Shockingly, the solution for finding new customers quickly these days ISN’T social media. Customers for local businesses are staring them in the face…literally. The people who’ll become your client are usually standing across from you at a networking event, are sitting next to you at a BNI meeting, are the customers of someone you know.
I know, I know. I get plenty of business owners asking me questions over social media. Social media channels like Facebook, Twitter, Reddit, LinkedIn, Instagram and Pinterest are invaluable tools in getting your message out. They’re white-hot in terms of publicity and attention.
But, white-hot media doesn’t make it a great choice I caution local business owners that it’s requires planning and investing time. While the Internet is an invaluable marketing tool, sometimes you need to get customers faster than waiting for someone to like your Facebook page and interact with you. Gathering followers and likes on Twitter and Facebook can be done rapidly. Turning them into paying customers is a different proposition.
The Young Entrepreneur Council highlights the value of “old-fashioned marketing” in their article 13 Traditional Marketing Strategies You Can’t Afford To Ignore, and FIVE of 13 tips cited face to face events to meet potential customers.
Here’s a couple of tips:
“When it comes to traditional marketing, I still invest in on-site marketing activities such as events and sponsorships. On-site marketing is not only a great way to make a lasting connection with your target market, but also provides the opportunity to capture great content such as photos and videos which are perfect to release via your social media channels.”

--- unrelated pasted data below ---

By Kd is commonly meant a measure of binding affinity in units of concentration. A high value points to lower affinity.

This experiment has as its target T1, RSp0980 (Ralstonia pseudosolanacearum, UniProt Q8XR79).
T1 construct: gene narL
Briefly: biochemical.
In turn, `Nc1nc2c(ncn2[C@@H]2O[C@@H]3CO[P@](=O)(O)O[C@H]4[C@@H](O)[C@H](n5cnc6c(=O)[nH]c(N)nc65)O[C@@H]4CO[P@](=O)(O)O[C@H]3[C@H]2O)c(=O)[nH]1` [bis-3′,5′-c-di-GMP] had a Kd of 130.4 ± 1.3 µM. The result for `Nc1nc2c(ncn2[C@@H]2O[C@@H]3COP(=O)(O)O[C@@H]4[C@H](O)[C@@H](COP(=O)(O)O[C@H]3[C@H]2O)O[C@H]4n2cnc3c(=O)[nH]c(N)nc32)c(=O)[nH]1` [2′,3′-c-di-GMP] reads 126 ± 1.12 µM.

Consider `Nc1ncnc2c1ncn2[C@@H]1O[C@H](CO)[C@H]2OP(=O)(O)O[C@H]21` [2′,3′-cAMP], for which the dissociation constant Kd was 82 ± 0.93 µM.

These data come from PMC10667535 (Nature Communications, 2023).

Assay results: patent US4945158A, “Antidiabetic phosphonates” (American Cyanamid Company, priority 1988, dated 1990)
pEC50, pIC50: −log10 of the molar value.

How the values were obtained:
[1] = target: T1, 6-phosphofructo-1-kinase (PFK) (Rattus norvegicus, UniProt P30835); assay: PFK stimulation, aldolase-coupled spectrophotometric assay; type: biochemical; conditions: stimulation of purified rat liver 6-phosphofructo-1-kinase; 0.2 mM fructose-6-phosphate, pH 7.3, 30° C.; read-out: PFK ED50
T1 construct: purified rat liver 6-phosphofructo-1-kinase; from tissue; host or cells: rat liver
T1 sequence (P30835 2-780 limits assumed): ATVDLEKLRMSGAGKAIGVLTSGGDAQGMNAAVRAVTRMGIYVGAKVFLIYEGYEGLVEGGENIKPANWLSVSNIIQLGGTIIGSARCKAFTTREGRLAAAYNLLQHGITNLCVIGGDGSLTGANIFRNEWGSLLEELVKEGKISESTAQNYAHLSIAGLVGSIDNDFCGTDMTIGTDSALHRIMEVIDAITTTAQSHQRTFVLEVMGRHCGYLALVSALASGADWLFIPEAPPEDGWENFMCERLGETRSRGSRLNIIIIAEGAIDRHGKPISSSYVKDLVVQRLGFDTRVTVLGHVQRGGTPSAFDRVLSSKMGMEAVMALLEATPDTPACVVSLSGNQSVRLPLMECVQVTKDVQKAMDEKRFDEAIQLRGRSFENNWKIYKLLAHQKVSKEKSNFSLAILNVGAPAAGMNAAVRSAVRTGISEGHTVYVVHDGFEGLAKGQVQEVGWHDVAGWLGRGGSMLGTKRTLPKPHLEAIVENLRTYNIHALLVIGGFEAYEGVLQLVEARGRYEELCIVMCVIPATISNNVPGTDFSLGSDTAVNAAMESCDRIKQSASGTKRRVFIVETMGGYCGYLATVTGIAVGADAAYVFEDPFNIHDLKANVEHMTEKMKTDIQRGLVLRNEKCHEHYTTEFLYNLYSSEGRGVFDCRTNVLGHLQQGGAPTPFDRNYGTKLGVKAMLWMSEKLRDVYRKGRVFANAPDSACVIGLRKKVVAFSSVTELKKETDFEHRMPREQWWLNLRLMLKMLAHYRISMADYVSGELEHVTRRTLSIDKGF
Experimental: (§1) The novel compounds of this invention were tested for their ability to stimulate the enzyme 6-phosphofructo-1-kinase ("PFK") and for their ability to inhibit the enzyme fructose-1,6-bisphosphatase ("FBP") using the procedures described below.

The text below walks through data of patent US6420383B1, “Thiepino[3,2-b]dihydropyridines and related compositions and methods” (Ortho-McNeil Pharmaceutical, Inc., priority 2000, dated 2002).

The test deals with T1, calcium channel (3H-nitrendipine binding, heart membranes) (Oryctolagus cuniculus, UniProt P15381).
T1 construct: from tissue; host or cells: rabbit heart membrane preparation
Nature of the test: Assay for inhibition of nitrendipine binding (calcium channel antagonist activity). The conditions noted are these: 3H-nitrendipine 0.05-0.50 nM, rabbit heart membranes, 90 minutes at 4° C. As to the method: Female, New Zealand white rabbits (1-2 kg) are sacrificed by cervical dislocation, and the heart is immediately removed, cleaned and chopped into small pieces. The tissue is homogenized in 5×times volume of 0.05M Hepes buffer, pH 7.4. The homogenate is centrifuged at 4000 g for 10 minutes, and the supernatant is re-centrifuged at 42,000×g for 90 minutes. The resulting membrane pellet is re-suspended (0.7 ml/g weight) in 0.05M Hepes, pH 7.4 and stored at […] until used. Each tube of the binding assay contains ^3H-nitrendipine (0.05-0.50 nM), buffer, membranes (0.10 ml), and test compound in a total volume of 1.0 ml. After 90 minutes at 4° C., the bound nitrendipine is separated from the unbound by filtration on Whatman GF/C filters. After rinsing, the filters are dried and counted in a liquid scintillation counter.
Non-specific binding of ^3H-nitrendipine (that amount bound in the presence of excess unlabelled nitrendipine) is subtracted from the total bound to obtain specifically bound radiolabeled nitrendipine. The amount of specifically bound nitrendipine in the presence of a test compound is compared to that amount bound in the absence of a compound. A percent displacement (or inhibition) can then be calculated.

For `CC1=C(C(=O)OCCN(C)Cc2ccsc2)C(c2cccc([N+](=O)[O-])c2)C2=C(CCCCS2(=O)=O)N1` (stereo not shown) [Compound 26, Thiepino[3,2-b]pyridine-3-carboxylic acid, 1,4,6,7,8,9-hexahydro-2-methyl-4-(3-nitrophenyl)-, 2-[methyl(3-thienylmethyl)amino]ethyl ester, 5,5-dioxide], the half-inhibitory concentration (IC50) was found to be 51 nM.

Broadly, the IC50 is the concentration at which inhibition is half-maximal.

– Kevin Tighe II | Co-founder and CEO, WeBRAND
Local Events Pay Off
“Yes, events IRL (in real life) are beneficial for the customer to jumpstart a relationship with the company and to get hands on with the product. This will encourage the customer to spread word of mouth which is the most influential and valuable part of marketing because it is means more if someone else has something to say from their personal experience and familiarity with the product.”
– Lane Sutton | Social Media Coach, Social Media from a Teen
Networking in Person
“I don’t budget much for most traditional marketing, but I’m always willing to pay to attend an event or a conference. In-person networking always pays out a major return on my investment.”
– Thursday Bram | Consultant, Hyper Modern Consulting
I get it. Spending a couple of hours working on social media seems more efficient than going out and talking to people. It’s time consuming developing relationships. You can’t easily measure the results like you can when you get a new like or follower. I know.
Yet, all that body language, all those things we see and experience in the presence of others just can’t short cut the marketing process like a live person can. You’re just going to have to suck it up and get out there, cupcake.